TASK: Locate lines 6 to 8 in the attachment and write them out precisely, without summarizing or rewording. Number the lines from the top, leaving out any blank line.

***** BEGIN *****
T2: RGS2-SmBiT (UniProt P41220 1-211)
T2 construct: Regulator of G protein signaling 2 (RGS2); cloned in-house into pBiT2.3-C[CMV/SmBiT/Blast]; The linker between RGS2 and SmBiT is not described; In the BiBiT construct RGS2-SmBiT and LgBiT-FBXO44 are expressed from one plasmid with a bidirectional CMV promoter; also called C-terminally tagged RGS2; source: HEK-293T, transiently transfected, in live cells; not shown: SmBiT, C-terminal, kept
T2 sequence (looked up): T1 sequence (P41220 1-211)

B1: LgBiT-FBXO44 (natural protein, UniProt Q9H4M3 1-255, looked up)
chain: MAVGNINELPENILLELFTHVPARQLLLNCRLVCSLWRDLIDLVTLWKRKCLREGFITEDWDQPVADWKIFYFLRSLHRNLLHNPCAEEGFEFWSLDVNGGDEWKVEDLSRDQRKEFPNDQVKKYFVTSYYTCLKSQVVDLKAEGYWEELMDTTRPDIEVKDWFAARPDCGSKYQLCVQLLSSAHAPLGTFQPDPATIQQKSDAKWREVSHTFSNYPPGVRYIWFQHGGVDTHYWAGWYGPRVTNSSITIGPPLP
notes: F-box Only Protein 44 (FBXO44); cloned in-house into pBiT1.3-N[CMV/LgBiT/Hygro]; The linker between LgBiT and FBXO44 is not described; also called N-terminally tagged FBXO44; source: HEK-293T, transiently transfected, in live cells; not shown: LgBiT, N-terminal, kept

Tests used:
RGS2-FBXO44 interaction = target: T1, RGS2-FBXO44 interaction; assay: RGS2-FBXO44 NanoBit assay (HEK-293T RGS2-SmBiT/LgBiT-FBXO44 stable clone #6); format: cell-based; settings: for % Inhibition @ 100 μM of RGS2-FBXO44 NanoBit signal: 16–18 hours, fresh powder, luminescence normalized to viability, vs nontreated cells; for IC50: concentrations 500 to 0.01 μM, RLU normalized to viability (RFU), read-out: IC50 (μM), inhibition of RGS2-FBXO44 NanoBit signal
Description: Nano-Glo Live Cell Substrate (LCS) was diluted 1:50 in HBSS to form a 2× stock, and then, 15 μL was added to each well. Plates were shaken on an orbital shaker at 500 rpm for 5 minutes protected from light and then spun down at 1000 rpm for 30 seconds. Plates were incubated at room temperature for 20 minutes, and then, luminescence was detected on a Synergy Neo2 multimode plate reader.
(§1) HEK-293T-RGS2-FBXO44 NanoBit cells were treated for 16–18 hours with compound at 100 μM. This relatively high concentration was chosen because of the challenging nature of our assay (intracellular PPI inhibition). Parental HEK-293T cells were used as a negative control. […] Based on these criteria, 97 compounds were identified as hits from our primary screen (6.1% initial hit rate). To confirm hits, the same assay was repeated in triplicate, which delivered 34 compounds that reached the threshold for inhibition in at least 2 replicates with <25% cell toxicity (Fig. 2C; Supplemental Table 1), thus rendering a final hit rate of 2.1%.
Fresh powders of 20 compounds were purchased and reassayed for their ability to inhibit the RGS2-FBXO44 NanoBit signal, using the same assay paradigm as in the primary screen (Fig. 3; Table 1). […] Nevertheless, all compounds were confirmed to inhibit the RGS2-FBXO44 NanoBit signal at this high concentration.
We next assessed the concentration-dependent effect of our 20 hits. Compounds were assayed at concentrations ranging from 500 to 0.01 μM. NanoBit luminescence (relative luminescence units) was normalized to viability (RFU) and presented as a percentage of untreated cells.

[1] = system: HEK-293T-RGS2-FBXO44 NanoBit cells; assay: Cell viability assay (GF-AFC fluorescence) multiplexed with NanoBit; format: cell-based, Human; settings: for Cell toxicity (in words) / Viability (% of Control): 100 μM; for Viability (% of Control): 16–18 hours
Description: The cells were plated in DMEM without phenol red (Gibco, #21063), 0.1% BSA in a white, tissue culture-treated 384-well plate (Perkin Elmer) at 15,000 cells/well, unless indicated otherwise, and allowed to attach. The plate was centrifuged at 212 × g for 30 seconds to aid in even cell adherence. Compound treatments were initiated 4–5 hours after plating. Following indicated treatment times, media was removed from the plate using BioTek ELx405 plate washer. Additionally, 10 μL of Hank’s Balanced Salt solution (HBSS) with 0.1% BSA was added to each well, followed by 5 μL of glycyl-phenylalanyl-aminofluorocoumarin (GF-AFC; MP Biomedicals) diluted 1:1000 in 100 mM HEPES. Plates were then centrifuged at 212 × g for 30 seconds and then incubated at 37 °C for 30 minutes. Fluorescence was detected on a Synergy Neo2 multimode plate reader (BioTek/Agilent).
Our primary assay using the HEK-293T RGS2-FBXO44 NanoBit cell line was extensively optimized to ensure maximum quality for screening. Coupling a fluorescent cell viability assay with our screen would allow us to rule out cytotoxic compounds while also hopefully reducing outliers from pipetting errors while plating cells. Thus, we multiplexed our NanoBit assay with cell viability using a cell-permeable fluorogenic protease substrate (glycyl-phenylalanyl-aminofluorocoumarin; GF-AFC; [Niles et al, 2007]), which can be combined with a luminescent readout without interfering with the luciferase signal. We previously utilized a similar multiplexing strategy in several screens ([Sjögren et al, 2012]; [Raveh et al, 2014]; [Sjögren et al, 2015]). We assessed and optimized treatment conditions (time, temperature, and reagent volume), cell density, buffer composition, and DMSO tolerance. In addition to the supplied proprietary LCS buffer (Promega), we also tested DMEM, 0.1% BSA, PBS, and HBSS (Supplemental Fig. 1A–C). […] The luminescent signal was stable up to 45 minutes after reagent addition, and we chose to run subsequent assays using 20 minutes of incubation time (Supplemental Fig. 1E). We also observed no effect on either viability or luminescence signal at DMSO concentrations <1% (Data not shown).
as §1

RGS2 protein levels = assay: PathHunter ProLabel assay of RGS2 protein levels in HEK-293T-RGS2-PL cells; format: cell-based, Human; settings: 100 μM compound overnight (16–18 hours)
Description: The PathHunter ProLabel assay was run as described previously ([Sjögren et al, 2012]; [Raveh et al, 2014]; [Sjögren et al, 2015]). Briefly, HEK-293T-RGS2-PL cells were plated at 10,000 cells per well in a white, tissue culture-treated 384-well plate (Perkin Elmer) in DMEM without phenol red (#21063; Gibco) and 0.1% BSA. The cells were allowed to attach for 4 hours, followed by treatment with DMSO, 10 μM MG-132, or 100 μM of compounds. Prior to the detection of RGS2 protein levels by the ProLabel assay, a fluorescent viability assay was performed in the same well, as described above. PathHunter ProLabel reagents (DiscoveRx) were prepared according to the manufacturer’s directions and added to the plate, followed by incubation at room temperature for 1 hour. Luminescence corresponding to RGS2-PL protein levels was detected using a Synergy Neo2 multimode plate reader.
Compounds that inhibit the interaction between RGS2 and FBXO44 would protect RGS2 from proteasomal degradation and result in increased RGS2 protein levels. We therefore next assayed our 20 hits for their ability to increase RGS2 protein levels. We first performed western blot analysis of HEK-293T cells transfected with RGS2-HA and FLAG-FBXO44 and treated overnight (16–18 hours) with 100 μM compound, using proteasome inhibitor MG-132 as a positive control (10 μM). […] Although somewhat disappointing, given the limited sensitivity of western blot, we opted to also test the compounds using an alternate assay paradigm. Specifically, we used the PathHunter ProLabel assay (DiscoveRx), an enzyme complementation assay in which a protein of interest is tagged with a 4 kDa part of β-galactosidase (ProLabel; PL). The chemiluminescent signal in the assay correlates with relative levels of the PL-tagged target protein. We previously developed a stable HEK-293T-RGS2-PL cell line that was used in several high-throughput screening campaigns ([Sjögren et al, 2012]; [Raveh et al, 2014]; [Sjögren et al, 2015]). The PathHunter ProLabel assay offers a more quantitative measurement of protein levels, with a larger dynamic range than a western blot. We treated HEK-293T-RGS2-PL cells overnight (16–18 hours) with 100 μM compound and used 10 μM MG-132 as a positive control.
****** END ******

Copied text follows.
notes: F-box Only Protein 44 (FBXO44); cloned in-house into pBiT1.3-N[CMV/LgBiT/Hygro]; The linker between LgBiT and FBXO44 is not described; also called N-terminally tagged FBXO44; source: HEK-293T, transiently transfected, in live cells; not shown: LgBiT, N-terminal, kept

Tests used:
RGS2-FBXO44 interaction = target: T1, RGS2-FBXO44 interaction; assay: RGS2-FBXO44 NanoBit assay (HEK-293T RGS2-SmBiT/LgBiT-FBXO44 stable clone #6); format: cell-based; settings: for % Inhibition @ 100 μM of RGS2-FBXO44 NanoBit signal: 16–18 hours, fresh powder, luminescence normalized to viability, vs nontreated cells; for IC50: concentrations 500 to 0.01 μM, RLU normalized to viability (RFU), read-out: IC50 (μM), inhibition of RGS2-FBXO44 NanoBit signal